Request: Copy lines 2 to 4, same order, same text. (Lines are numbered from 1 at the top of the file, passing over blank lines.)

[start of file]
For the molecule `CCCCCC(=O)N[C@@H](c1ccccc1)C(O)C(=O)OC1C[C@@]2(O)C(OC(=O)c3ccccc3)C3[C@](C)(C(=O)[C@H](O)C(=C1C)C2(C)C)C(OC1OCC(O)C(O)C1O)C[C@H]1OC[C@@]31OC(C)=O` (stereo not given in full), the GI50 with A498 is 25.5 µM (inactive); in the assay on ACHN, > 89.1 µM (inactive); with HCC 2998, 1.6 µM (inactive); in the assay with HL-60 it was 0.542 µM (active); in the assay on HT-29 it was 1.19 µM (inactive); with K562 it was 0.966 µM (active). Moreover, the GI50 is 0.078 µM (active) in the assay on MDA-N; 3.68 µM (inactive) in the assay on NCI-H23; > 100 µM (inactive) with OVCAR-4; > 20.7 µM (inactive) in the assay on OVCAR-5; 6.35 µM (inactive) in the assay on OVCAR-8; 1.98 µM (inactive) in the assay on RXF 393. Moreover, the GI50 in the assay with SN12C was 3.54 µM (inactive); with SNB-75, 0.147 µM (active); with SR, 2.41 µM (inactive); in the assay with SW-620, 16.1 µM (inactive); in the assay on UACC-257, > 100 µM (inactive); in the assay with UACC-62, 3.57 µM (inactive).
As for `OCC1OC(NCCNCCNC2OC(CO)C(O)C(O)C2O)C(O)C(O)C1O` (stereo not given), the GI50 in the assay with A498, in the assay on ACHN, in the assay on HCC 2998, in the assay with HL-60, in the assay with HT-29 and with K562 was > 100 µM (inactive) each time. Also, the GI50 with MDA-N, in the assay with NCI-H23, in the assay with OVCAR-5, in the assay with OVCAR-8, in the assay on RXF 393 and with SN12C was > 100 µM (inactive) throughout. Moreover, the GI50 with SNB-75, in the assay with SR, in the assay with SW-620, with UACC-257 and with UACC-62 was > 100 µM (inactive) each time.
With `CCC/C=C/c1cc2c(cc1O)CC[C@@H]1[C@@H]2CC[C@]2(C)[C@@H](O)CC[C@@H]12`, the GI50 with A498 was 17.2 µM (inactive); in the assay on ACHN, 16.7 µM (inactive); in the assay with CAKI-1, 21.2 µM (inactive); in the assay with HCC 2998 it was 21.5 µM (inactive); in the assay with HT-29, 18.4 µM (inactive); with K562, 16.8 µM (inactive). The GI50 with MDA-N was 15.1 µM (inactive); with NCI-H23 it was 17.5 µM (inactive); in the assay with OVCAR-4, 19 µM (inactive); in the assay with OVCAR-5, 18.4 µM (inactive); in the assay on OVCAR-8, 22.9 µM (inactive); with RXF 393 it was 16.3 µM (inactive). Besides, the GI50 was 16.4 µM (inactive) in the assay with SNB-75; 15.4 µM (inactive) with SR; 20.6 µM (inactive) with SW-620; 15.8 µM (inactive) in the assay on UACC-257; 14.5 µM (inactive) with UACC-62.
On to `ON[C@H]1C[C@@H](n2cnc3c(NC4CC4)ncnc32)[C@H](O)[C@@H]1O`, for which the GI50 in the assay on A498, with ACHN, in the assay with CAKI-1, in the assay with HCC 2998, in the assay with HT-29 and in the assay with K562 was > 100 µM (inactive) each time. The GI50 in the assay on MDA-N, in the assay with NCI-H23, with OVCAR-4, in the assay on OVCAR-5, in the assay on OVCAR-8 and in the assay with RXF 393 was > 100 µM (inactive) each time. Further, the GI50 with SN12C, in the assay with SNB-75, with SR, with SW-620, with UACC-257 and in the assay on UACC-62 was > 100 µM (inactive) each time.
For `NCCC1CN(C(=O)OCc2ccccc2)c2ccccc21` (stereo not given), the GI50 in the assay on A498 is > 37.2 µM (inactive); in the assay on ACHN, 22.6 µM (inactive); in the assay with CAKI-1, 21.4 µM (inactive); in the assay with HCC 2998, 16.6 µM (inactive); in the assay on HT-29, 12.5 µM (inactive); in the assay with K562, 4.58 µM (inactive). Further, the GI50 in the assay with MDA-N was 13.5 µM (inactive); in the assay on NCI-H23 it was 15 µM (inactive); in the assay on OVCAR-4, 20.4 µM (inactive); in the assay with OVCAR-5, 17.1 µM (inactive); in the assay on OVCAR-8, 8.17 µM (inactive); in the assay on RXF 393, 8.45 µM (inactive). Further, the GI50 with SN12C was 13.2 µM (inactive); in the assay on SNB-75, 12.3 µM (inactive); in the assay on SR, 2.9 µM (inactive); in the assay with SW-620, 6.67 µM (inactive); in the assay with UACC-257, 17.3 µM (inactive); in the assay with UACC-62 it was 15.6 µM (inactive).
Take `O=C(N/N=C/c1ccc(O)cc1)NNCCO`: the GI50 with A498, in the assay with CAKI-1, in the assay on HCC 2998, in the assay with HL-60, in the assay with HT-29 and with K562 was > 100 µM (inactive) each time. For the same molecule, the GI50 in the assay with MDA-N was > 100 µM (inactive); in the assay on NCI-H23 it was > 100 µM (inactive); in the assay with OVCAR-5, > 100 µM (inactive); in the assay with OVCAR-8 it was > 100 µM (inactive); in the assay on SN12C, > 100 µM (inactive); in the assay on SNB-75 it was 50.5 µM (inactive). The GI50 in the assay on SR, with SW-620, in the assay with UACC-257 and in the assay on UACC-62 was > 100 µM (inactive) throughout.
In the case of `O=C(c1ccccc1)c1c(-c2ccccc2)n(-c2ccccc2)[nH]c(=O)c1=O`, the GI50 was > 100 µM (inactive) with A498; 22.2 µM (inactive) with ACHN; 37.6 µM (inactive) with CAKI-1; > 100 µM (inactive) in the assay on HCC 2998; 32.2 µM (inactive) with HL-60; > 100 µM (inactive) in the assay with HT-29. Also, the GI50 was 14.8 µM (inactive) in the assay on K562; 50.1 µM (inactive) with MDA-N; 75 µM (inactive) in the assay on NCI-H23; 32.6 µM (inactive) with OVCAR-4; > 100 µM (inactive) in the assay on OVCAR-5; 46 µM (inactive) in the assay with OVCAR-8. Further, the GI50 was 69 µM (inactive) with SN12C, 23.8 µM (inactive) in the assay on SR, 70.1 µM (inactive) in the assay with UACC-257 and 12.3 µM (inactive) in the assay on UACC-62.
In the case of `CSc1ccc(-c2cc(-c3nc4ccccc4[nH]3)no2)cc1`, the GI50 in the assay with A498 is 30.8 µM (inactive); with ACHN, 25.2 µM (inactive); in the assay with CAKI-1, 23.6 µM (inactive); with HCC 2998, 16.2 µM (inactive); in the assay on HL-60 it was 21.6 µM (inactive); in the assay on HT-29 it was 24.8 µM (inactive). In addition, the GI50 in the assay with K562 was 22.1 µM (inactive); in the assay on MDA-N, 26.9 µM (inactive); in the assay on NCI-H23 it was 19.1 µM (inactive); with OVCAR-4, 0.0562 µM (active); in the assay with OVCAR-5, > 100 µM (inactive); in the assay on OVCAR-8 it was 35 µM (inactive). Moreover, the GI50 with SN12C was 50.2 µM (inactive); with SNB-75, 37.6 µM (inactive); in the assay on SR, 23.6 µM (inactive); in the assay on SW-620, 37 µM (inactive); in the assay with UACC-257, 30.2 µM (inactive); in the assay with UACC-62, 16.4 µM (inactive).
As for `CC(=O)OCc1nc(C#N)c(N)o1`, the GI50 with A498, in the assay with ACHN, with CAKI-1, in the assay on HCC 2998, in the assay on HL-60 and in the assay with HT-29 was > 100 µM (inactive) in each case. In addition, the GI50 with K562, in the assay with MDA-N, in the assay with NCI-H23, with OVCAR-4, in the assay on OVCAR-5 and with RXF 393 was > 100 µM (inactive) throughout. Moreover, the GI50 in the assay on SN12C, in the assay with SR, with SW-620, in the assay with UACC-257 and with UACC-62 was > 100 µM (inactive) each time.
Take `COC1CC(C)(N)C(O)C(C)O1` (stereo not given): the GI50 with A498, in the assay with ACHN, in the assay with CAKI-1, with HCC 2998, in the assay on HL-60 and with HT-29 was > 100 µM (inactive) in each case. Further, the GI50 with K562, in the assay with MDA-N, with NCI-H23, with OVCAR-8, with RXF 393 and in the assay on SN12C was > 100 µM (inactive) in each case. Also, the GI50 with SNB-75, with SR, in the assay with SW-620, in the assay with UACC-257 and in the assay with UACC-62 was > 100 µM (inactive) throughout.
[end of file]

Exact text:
As for `OCC1OC(NCCNCCNC2OC(CO)C(O)C(O)C2O)C(O)C(O)C1O` (stereo not given), the GI50 in the assay with A498, in the assay on ACHN, in the assay on HCC 2998, in the assay with HL-60, in the assay with HT-29 and with K562 was > 100 µM (inactive) each time. Also, the GI50 with MDA-N, in the assay with NCI-H23, in the assay with OVCAR-5, in the assay with OVCAR-8, in the assay on RXF 393 and with SN12C was > 100 µM (inactive) throughout. Moreover, the GI50 with SNB-75, in the assay with SR, in the assay with SW-620, with UACC-257 and with UACC-62 was > 100 µM (inactive) each time.
With `CCC/C=C/c1cc2c(cc1O)CC[C@@H]1[C@@H]2CC[C@]2(C)[C@@H](O)CC[C@@H]12`, the GI50 with A498 was 17.2 µM (inactive); in the assay on ACHN, 16.7 µM (inactive); in the assay with CAKI-1, 21.2 µM (inactive); in the assay with HCC 2998 it was 21.5 µM (inactive); in the assay with HT-29, 18.4 µM (inactive); with K562, 16.8 µM (inactive). The GI50 with MDA-N was 15.1 µM (inactive); with NCI-H23 it was 17.5 µM (inactive); in the assay with OVCAR-4, 19 µM (inactive); in the assay with OVCAR-5, 18.4 µM (inactive); in the assay on OVCAR-8, 22.9 µM (inactive); with RXF 393 it was 16.3 µM (inactive). Besides, the GI50 was 16.4 µM (inactive) in the assay with SNB-75; 15.4 µM (inactive) with SR; 20.6 µM (inactive) with SW-620; 15.8 µM (inactive) in the assay on UACC-257; 14.5 µM (inactive) with UACC-62.
On to `ON[C@H]1C[C@@H](n2cnc3c(NC4CC4)ncnc32)[C@H](O)[C@@H]1O`, for which the GI50 in the assay on A498, with ACHN, in the assay with CAKI-1, in the assay with HCC 2998, in the assay with HT-29 and in the assay with K562 was > 100 µM (inactive) each time. The GI50 in the assay on MDA-N, in the assay with NCI-H23, with OVCAR-4, in the assay on OVCAR-5, in the assay on OVCAR-8 and in the assay with RXF 393 was > 100 µM (inactive) each time. Further, the GI50 with SN12C, in the assay with SNB-75, with SR, with SW-620, with UACC-257 and in the assay on UACC-62 was > 100 µM (inactive) each time.